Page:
Jonah Goldberg

Fast-forward to the last week or so. Van Jones, an avowed "communist" and passionate supporter of convicted cop killer Mumia Abu-Jamal, was a truther par excellence. Contrary to many reports, he didn't merely sign's petition in 2004, he helped organize one of the first truther groups as early as 2002.

When these and other revelations came to light, Jones resigned from his White House job as "green jobs czar."

The reaction from much of the liberal establishment has been fascinating, hypocritical and deeply creepy. For starters, the same White House that fueled the anti-birther boom has refused to offer a single critical word about Jones' past positions (some of which he recanted as his job security grew more threatened; we'll see how long that lasts).

In July, the popular left-wing Web site FiredogLake couldn't let go of the birther bit. One post -- titled "The Republican Party is the Birther Party, and it's dragging them down" -- made much of the fact that 28 percent of Republicans, according to one poll, do not believe that Obama is a natural-born citizen. This week, the site's founder, Jane Hamsher, was disgusted that Jones was "thrown under the bus," even though he subscribed to trutherism, a view that "35 (percent) of Democrats believed as of 2007."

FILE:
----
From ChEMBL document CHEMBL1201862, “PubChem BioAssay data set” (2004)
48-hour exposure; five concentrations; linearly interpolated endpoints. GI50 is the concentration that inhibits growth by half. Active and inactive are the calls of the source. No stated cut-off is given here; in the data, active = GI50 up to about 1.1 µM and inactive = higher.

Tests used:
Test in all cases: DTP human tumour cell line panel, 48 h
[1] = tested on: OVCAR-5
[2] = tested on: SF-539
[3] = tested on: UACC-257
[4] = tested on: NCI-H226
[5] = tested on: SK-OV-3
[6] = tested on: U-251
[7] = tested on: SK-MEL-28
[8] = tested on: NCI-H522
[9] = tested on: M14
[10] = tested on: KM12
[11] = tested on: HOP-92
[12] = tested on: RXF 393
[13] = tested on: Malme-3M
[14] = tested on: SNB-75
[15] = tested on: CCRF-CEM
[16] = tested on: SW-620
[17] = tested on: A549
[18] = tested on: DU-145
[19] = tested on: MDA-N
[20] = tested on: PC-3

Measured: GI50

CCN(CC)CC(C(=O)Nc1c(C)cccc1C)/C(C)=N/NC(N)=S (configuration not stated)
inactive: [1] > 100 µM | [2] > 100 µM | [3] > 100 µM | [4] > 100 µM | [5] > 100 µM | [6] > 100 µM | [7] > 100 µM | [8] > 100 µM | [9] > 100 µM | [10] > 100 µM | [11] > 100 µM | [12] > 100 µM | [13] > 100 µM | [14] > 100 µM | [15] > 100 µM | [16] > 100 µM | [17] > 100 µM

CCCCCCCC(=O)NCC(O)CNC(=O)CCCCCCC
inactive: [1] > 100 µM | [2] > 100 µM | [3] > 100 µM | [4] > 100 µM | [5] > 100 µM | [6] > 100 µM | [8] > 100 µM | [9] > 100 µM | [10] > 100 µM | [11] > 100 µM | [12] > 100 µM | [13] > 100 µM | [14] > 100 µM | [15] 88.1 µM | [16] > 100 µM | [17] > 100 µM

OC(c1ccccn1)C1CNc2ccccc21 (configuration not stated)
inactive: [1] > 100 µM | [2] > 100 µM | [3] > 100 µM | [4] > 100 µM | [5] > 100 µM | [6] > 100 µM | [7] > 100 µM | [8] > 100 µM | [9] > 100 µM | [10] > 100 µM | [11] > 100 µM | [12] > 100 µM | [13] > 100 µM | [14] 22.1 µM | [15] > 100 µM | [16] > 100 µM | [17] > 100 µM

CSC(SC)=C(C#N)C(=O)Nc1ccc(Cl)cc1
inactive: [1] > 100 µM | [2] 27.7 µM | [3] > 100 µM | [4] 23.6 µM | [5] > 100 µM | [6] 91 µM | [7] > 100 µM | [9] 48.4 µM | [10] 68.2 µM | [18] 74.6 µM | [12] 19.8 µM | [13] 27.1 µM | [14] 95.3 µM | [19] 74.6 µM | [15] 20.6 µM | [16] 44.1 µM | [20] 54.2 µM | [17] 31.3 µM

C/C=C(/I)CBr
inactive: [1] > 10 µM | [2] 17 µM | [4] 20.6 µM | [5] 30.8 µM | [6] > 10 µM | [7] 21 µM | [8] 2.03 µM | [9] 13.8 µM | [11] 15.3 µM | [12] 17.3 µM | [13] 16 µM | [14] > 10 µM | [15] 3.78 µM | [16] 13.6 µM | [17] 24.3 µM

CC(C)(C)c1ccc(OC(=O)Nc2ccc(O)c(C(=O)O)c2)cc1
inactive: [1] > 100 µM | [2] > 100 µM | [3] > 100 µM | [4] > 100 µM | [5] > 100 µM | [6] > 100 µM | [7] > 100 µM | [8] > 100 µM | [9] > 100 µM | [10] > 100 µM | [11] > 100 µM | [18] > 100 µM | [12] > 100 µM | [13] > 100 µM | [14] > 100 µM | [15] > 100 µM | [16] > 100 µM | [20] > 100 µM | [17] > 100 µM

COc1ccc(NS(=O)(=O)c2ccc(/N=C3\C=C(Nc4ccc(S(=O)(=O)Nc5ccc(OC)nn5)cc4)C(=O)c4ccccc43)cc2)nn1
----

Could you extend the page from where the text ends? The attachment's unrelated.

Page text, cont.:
Got that? Belief in an implausible conspiracy is a cancer on the GOP. Even greater belief in an even more implausible conspiracy is proof that it's mainstream.

Apologies for Jones and trutherism appeared instantly on the sites of the left-wing flagship magazines The Nation, The New Republic and elsewhere. The New York Times and Newsweek deliberately distorted what the truthers believe in order to make Jones look more reasonable and his critics more unreasonable. The Financial Times actually reported that Jones resigned for criticizing how the GOP majority had run Congress.

But mostly, the mainstream press changed the subject to how the right is paranoid and vaguely unpatriotic for opposing Obama's speech to schools Tuesday, despite the fact that most conservatives and Republicans didn't protest the speech once the Department of Education's controversially politicized lesson plans were withdrawn.

One last question is worth asking. Forget which is more plausible.

Which scenario is more unpatriotic, more malicious, more corrosive to civic life? In short: which is more evil? Again, I think the answer is obvious. Alas, it seems I'm in a minority.

Jonah Goldberg

Jonah Goldberg is editor-at-large of National Review Online,and the author of the book The Tyranny of Clichés. You can reach him via Twitter @JonahNRO.
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